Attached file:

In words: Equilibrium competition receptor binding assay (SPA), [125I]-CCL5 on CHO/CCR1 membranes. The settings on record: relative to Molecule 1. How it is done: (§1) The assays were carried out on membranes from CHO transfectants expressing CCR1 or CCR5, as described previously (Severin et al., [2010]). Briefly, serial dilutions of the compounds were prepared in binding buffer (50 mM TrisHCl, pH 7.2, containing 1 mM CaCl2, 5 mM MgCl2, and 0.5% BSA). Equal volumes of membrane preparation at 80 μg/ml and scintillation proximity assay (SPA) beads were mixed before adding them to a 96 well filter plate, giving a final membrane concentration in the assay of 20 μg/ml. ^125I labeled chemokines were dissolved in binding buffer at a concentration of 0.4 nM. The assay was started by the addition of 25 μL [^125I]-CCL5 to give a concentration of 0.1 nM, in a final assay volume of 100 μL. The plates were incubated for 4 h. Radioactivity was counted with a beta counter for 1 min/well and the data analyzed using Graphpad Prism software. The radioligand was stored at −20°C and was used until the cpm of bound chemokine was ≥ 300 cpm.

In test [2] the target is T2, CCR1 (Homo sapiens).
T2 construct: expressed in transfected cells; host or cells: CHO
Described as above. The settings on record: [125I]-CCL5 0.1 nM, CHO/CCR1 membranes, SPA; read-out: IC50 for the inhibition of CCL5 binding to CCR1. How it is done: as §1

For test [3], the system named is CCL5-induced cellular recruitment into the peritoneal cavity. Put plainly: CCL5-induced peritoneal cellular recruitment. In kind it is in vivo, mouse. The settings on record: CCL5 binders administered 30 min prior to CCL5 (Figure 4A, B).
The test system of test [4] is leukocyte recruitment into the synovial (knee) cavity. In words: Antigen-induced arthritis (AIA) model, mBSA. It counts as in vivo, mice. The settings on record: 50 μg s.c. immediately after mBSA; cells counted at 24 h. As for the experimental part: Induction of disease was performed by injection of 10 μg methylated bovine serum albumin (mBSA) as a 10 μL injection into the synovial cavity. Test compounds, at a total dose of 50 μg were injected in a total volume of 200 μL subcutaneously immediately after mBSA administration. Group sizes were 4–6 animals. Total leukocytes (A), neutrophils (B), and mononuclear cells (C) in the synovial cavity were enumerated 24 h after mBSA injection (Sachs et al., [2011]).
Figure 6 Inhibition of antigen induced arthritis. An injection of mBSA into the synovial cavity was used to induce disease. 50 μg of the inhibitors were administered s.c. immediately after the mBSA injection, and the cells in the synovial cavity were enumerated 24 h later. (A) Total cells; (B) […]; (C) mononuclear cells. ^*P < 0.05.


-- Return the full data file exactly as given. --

In words: Equilibrium competition receptor binding assay (SPA), [125I]-CCL5 on CHO/CCR1 membranes. The settings on record: relative to Molecule 1. How it is done: (§1) The assays were carried out on membranes from CHO transfectants expressing CCR1 or CCR5, as described previously (Severin et al., [2010]). Briefly, serial dilutions of the compounds were prepared in binding buffer (50 mM TrisHCl, pH 7.2, containing 1 mM CaCl2, 5 mM MgCl2, and 0.5% BSA). Equal volumes of membrane preparation at 80 μg/ml and scintillation proximity assay (SPA) beads were mixed before adding them to a 96 well filter plate, giving a final membrane concentration in the assay of 20 μg/ml. ^125I labeled chemokines were dissolved in binding buffer at a concentration of 0.4 nM. The assay was started by the addition of 25 μL [^125I]-CCL5 to give a concentration of 0.1 nM, in a final assay volume of 100 μL. The plates were incubated for 4 h. Radioactivity was counted with a beta counter for 1 min/well and the data analyzed using Graphpad Prism software. The radioligand was stored at −20°C and was used until the cpm of bound chemokine was ≥ 300 cpm.

In test [2] the target is T2, CCR1 (Homo sapiens).
T2 construct: expressed in transfected cells; host or cells: CHO
Described as above. The settings on record: [125I]-CCL5 0.1 nM, CHO/CCR1 membranes, SPA; read-out: IC50 for the inhibition of CCL5 binding to CCR1. How it is done: as §1

For test [3], the system named is CCL5-induced cellular recruitment into the peritoneal cavity. Put plainly: CCL5-induced peritoneal cellular recruitment. In kind it is in vivo, mouse. The settings on record: CCL5 binders administered 30 min prior to CCL5 (Figure 4A, B).
The test system of test [4] is leukocyte recruitment into the synovial (knee) cavity. In words: Antigen-induced arthritis (AIA) model, mBSA. It counts as in vivo, mice. The settings on record: 50 μg s.c. immediately after mBSA; cells counted at 24 h. As for the experimental part: Induction of disease was performed by injection of 10 μg methylated bovine serum albumin (mBSA) as a 10 μL injection into the synovial cavity. Test compounds, at a total dose of 50 μg were injected in a total volume of 200 μL subcutaneously immediately after mBSA administration. Group sizes were 4–6 animals. Total leukocytes (A), neutrophils (B), and mononuclear cells (C) in the synovial cavity were enumerated 24 h after mBSA injection (Sachs et al., [2011]).
Figure 6 Inhibition of antigen induced arthritis. An injection of mBSA into the synovial cavity was used to induce disease. 50 μg of the inhibitors were administered s.c. immediately after the mBSA injection, and the cells in the synovial cavity were enumerated 24 h later. (A) Total cells; (B) […]; (C) mononuclear cells. ^*P < 0.05.